I'm a little confused by your question, but essentially, you serve half time. Your math may not take into account that the conduct credits don't accrue until at least four days have been served. Half time is half time.
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Mr. Wienberg is correct. If serving a 90 sentence the typical sentence is suppose to be served in 45 days. However, in California there's crowded jails in many counties so a sentence of 90 days could be as little as a book and release.
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4019 is very confusing, especially when one considers there are multiple ways to interpret it depending upon what legislative enactment applies (Senate Bill 18, Senate Bill 76, Assembly Bill 109, Assembly Bill 117 and Assembly Bill 17). You certainly can get different answers to the same question if the question is not clear.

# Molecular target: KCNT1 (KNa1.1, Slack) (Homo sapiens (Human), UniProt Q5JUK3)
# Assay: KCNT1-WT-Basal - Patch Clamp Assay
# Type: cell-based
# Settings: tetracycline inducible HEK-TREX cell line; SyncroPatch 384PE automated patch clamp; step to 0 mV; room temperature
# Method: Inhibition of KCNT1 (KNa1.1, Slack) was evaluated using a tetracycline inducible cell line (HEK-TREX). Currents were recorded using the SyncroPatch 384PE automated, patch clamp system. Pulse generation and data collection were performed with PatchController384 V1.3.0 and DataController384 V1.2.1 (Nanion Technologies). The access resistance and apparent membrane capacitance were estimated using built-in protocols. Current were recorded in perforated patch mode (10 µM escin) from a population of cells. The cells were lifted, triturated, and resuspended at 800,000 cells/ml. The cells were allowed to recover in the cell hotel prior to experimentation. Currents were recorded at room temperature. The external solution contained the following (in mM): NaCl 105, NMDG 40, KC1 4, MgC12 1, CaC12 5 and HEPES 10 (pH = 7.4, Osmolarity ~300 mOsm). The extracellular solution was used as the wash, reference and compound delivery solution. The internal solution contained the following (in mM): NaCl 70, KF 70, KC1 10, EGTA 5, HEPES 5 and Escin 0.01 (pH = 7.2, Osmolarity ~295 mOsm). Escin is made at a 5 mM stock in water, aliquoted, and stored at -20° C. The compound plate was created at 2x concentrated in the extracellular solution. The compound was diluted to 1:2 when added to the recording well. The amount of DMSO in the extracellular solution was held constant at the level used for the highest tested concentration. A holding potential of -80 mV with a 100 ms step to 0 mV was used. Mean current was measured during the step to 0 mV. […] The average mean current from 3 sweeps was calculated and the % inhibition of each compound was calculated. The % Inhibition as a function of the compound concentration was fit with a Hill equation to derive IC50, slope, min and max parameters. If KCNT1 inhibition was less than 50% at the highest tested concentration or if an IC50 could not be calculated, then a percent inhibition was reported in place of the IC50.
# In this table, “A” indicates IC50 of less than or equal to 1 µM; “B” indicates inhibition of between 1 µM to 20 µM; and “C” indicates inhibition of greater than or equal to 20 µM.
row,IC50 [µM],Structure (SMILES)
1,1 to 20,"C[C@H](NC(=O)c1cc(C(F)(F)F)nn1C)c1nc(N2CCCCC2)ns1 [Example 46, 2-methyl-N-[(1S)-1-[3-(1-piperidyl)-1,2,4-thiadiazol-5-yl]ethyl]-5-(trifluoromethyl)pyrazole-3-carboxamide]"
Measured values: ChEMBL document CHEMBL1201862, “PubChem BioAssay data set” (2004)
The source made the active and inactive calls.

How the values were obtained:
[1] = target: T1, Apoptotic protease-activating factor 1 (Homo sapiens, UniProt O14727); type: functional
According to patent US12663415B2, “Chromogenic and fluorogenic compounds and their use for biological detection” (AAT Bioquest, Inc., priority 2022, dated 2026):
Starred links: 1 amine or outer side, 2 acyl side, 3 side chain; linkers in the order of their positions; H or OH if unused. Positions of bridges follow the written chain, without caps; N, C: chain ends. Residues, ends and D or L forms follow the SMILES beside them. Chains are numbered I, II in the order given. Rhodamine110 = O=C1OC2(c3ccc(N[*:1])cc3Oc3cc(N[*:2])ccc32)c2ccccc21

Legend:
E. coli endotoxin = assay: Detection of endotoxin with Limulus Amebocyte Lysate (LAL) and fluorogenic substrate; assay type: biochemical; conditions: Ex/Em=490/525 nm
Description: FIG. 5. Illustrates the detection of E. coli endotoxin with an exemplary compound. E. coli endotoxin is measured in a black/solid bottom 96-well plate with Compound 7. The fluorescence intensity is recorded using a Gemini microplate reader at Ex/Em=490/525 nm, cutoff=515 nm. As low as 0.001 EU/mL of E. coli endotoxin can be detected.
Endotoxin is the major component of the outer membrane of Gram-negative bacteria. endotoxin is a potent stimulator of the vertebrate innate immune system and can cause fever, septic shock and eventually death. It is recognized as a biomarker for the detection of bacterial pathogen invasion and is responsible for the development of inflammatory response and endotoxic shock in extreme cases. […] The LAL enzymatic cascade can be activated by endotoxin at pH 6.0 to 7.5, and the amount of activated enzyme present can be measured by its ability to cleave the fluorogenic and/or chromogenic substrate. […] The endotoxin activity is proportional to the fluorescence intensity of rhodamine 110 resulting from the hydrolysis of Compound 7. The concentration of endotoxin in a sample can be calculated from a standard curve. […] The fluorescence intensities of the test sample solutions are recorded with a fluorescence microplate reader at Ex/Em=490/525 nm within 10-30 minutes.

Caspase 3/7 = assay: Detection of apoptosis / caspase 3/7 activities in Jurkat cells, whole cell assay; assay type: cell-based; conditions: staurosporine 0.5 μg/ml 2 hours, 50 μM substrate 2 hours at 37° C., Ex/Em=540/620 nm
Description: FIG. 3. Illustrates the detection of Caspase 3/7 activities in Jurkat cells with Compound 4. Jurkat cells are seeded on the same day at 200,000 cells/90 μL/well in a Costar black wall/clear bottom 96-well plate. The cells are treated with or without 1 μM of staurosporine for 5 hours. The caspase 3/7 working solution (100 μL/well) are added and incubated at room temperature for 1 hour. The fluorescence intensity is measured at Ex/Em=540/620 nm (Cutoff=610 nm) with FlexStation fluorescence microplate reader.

As to a ninety days sentence, with no credits and for a crime that took place after October 31, 2011, for someone who is entitled to two days credit for each four days served, the prisoner should be released in sixty days.Ask a similar question
You are misinterpreting paragraphs (b) and (c). After October 31, 2011, everyone serving a county jail sentence does half time. Sections (b) and (c) explain how we get there. In the first instance for every 4 day period of confinement a prison gets one day off for work credits. In the second it's another 1 day off for good time credits. So if you have a 4 day sentence, do the work you are assigned in jail and behave yourself you only serve 2 actual days. Sixty days is just incorrect in your example. 45 allows for work and good time credits.
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